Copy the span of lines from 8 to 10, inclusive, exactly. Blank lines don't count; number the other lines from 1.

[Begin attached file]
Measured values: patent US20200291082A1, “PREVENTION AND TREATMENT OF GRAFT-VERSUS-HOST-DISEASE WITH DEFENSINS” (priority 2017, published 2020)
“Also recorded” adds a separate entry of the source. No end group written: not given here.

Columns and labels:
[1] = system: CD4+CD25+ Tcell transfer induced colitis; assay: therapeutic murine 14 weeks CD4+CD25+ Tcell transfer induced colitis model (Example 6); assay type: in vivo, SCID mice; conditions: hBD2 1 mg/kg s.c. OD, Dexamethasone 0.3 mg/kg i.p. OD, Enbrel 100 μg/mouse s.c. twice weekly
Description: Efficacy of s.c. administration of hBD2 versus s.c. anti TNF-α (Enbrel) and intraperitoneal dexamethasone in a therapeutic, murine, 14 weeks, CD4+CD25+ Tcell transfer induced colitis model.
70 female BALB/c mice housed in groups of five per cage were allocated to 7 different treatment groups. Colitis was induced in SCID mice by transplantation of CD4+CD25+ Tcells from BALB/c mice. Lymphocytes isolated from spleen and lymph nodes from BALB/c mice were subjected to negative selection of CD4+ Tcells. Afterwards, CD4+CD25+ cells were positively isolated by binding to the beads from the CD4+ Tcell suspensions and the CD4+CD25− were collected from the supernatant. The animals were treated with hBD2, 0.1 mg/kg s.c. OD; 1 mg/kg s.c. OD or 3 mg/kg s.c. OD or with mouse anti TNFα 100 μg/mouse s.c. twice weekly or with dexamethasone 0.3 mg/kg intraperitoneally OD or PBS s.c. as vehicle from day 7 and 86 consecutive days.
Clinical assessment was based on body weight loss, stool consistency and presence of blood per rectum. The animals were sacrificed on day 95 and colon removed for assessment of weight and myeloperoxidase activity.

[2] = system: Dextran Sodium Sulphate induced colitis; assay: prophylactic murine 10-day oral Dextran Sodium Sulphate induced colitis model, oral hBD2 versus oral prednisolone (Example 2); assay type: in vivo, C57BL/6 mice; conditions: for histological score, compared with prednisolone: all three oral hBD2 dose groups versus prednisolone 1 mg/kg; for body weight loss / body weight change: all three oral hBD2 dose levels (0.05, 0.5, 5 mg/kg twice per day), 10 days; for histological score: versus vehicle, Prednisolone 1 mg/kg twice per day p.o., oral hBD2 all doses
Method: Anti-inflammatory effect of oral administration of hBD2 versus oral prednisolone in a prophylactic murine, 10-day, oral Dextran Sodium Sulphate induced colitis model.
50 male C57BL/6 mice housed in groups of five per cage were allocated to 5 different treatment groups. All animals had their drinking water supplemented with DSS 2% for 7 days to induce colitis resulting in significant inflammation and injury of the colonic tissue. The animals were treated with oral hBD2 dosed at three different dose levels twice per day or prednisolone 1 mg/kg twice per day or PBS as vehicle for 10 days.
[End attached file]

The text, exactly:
[2] = system: Dextran Sodium Sulphate induced colitis; assay: prophylactic murine 10-day oral Dextran Sodium Sulphate induced colitis model, oral hBD2 versus oral prednisolone (Example 2); assay type: in vivo, C57BL/6 mice; conditions: for histological score, compared with prednisolone: all three oral hBD2 dose groups versus prednisolone 1 mg/kg; for body weight loss / body weight change: all three oral hBD2 dose levels (0.05, 0.5, 5 mg/kg twice per day), 10 days; for histological score: versus vehicle, Prednisolone 1 mg/kg twice per day p.o., oral hBD2 all doses
Method: Anti-inflammatory effect of oral administration of hBD2 versus oral prednisolone in a prophylactic murine, 10-day, oral Dextran Sodium Sulphate induced colitis model.
50 male C57BL/6 mice housed in groups of five per cage were allocated to 5 different treatment groups. All animals had their drinking water supplemented with DSS 2% for 7 days to induce colitis resulting in significant inflammation and injury of the colonic tissue. The animals were treated with oral hBD2 dosed at three different dose levels twice per day or prednisolone 1 mg/kg twice per day or PBS as vehicle for 10 days.